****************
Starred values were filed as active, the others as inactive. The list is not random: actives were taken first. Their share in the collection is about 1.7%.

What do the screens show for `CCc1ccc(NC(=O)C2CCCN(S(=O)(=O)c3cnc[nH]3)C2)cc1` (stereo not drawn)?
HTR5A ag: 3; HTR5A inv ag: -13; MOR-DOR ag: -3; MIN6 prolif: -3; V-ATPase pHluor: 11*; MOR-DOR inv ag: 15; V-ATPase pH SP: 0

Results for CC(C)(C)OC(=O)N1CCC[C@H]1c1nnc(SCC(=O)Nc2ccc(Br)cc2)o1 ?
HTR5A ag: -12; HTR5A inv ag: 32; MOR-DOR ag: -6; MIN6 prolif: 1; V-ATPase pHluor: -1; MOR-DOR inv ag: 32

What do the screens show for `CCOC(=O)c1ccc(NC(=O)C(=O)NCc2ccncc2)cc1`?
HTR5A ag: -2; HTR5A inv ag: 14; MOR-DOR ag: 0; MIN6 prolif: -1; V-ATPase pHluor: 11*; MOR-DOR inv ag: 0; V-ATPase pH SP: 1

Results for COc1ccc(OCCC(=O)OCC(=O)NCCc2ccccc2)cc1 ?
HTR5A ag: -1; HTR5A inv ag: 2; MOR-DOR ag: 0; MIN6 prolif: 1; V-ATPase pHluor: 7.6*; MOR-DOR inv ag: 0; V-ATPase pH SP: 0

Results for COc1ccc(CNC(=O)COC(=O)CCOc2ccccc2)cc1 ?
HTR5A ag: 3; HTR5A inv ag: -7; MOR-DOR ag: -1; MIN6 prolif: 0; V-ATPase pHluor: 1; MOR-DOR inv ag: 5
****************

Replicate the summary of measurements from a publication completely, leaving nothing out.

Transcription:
Starred values were filed as active, the others as inactive. The list is not random: actives were taken first. Their share in the collection is about 1.7%.

What do the screens show for `CCc1ccc(NC(=O)C2CCCN(S(=O)(=O)c3cnc[nH]3)C2)cc1` (stereo not drawn)?
HTR5A ag: 3; HTR5A inv ag: -13; MOR-DOR ag: -3; MIN6 prolif: -3; V-ATPase pHluor: 11*; MOR-DOR inv ag: 15; V-ATPase pH SP: 0

Results for CC(C)(C)OC(=O)N1CCC[C@H]1c1nnc(SCC(=O)Nc2ccc(Br)cc2)o1 ?
HTR5A ag: -12; HTR5A inv ag: 32; MOR-DOR ag: -6; MIN6 prolif: 1; V-ATPase pHluor: -1; MOR-DOR inv ag: 32

What do the screens show for `CCOC(=O)c1ccc(NC(=O)C(=O)NCc2ccncc2)cc1`?
HTR5A ag: -2; HTR5A inv ag: 14; MOR-DOR ag: 0; MIN6 prolif: -1; V-ATPase pHluor: 11*; MOR-DOR inv ag: 0; V-ATPase pH SP: 1

Results for COc1ccc(OCCC(=O)OCC(=O)NCCc2ccccc2)cc1 ?
HTR5A ag: -1; HTR5A inv ag: 2; MOR-DOR ag: 0; MIN6 prolif: 1; V-ATPase pHluor: 7.6*; MOR-DOR inv ag: 0; V-ATPase pH SP: 0

Results for COc1ccc(CNC(=O)COC(=O)CCOc2ccccc2)cc1 ?
HTR5A ag: 3; HTR5A inv ag: -7; MOR-DOR ag: -1; MIN6 prolif: 0; V-ATPase pHluor: 1; MOR-DOR inv ag: 5